Projecting line play — or the line’s impact on fantasy scoring — is one of the more challenging tasks in all of DFS. It can also be one of the most valuable.
While quantitative measures exist, they can be lacking to an extent. On the player level, grading services like Pro Football Focus are notoriously challenged with offensive line play. It’s difficult to know which member of a line blew an assignment, for example.
Things are a bit easier on the team level, as assessing the unit’s overall success is more practical. As the season rolls in, metrics like adjusted line yard and pressure rate are a good way to judge a team’s strengths and weaknesses.
However, we’ll still be taking a glance at qualitative sources. Including Action Network’s Brandon Anderson ranking all 32 NFL offensive lines. On the defensive side, PFF’s defensive line rankings will be the main source.
We also have projected sacks in our NFL Player Models.
Below is a table featuring every offense’s combined adjusted line yards and pressure rate combined with the opposing defensive units. Adjusted line yards are a Football Outsiders (now at FTN) statistic that quantifies how much of a team’s rushing yards gained/allowed are attributable to the offensive or defensive lines. Adjusted sack rate measures sacks against down-and-distance rates to quantify how many more or fewer sacks on average a team is recording/allowing.
With adjusted line yards, higher numbers are better for the offensive unit. With pressure rate, lower numbers are better. Both factors should be considered, though. For example, a running back will score more fantasy points on average when his team’s passing attack is functioning well, and vice versa for quarterbacks.
In Week 5 these numbers will become matchup adjusted, and we’ll lean more heavily on them. Until then, we’ll be mixing in 2022 data and the rankings mentioned above to decide on the matchups.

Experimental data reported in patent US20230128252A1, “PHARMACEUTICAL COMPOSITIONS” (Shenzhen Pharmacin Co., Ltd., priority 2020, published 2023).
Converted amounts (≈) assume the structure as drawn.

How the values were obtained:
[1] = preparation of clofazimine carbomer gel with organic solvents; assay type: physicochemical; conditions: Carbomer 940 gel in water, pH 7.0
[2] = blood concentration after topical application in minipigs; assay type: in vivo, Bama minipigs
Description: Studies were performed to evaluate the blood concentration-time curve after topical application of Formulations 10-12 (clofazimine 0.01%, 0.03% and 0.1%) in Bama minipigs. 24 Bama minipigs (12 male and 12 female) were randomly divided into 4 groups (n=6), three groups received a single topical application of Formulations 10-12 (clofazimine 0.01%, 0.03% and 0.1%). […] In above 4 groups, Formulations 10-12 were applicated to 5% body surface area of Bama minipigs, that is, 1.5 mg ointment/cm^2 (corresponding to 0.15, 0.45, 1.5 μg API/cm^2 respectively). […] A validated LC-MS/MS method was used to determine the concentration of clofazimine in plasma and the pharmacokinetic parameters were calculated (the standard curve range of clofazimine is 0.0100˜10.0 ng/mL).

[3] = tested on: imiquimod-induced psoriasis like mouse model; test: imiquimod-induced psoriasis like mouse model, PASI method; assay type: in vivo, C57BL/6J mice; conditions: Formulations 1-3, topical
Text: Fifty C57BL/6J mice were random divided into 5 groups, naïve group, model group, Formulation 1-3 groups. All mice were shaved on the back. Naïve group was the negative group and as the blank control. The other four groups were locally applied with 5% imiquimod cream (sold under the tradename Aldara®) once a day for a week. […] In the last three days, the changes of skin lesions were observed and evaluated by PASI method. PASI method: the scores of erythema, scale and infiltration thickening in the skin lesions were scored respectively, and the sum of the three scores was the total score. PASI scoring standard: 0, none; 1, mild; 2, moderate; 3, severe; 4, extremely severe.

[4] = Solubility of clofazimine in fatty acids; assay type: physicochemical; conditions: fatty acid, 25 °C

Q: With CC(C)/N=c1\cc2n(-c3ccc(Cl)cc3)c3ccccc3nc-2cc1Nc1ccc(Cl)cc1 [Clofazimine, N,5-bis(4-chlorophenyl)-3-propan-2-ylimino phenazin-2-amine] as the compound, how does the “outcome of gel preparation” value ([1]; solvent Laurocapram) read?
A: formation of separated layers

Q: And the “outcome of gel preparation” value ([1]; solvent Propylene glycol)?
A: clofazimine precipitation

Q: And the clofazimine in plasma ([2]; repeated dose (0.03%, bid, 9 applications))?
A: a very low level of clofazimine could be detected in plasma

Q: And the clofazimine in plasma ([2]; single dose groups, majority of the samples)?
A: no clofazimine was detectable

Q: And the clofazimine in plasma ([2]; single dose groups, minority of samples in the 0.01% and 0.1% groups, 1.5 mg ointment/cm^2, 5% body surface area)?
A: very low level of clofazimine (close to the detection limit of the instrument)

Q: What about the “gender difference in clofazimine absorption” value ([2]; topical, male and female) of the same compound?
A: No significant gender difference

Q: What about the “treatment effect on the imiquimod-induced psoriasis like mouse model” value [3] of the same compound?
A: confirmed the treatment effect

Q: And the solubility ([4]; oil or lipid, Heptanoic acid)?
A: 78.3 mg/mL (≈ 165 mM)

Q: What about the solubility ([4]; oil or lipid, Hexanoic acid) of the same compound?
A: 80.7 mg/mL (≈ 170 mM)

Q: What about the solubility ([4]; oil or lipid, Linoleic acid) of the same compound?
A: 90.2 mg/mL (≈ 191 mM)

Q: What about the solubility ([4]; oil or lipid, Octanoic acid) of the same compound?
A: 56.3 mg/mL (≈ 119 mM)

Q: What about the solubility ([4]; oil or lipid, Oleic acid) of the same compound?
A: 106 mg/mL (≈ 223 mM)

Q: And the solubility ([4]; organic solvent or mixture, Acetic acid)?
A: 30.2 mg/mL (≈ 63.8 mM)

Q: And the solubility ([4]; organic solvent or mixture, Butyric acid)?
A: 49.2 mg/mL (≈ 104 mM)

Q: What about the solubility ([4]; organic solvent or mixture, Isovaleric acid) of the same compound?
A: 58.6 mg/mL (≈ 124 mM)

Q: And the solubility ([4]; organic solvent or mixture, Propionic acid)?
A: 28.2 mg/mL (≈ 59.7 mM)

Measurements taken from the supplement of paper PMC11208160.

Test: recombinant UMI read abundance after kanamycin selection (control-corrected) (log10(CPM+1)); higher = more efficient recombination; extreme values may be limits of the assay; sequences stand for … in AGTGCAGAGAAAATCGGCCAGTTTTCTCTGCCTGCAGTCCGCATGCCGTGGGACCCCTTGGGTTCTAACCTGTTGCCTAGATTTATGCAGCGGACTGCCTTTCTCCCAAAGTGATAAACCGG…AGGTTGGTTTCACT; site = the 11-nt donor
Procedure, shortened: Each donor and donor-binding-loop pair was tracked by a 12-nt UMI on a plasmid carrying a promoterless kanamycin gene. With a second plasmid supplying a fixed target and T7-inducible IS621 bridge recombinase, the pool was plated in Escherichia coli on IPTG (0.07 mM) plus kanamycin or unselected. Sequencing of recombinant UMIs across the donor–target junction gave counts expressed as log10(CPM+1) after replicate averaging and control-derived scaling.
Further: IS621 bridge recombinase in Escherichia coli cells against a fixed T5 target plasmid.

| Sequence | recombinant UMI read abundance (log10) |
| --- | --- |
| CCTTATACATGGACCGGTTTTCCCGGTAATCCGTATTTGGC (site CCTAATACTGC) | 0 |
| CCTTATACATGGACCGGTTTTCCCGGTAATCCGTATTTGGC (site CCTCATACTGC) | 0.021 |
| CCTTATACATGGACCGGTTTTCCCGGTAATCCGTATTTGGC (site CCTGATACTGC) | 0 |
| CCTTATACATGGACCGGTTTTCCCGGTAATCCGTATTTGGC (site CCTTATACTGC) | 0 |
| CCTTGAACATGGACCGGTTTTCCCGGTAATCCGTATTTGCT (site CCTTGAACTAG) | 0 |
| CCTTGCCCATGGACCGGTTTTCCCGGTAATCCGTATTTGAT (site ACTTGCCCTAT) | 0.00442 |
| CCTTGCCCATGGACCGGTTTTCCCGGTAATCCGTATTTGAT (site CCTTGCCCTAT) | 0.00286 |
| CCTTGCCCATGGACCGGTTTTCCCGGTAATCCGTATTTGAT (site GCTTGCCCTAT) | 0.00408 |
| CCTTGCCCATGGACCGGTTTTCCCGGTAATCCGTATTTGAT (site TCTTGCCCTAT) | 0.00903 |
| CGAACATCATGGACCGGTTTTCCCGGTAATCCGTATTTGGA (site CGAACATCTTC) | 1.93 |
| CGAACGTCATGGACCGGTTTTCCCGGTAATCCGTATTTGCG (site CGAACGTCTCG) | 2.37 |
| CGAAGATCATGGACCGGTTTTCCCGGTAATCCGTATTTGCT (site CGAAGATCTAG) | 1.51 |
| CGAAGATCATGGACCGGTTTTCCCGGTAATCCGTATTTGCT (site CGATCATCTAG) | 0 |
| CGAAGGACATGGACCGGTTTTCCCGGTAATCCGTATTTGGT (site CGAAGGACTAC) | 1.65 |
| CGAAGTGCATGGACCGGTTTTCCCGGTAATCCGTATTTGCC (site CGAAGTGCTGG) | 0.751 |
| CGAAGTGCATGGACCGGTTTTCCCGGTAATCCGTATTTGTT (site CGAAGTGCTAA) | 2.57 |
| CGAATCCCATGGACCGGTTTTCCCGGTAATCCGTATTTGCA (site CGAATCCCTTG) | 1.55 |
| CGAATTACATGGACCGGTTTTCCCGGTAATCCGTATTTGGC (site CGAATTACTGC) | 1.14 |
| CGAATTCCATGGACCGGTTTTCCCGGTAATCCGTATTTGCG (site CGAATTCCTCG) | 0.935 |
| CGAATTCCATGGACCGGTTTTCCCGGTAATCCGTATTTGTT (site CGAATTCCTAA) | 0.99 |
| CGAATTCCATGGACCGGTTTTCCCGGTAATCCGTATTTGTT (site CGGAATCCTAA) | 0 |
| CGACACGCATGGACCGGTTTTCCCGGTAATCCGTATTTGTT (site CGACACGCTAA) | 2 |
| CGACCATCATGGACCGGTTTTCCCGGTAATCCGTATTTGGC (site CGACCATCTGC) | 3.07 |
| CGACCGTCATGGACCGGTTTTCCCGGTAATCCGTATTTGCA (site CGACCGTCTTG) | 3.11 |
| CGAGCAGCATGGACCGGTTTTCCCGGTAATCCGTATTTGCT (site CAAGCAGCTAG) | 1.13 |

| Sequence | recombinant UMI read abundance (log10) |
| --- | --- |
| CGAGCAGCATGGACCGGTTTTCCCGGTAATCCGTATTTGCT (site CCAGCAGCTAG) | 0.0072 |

Strong Offensive Line Matchups
Los Angeles Chargers OL (#1 in Combined Line Yards, #15 in Combined Sack Rate) vs. Minnesota Vikings DL
This is an interesting situation for the Chargers, a pass-first team that’s expected to do better in run blocking. Especially if Austin Ekeler ($8,500) is ruled out for a second straight week. With Ekeler out last week, they threw 41 passes to just 21 runs — though that came against the notorious pass funnel defense of the Titans.
Joshua Kelley ($5,400) was a popular pick last week with Ekeler out, but he put up just 3.9 points on DraftKings. That dud could have much of the field shying away from him this week, but the far superior matchup might make this the week to play him.
Of course, these numbers are skewed a bit thanks to small sample sizes. The ranking systems like the overall matchup for the Chargers up front, as they’re a top 10 offensive line in Anderson’s rankings, and the Vikings rank 17th in PFF’s defensive line rankings.
Given the Chargers’ preferred method of attack, it’s also a good week to target their passing game. This game has the highest Vegas total on the board, so we’ll want exposure where we can.
Detroit Lions OL (#6 in Combined Line Yards, #3 in Combined Pressure Rate) vs. Atlanta Falcons DL
This one comes with some major caveats, thanks to injury situations in Detroit. Starting right guard Halapoulivaati Vaitai is already ruled out, which isn’t a big deal in and of itself. The Lions resigned former starter Graham Glasgos this offseason as a backup to provide depth along the interior offensive line.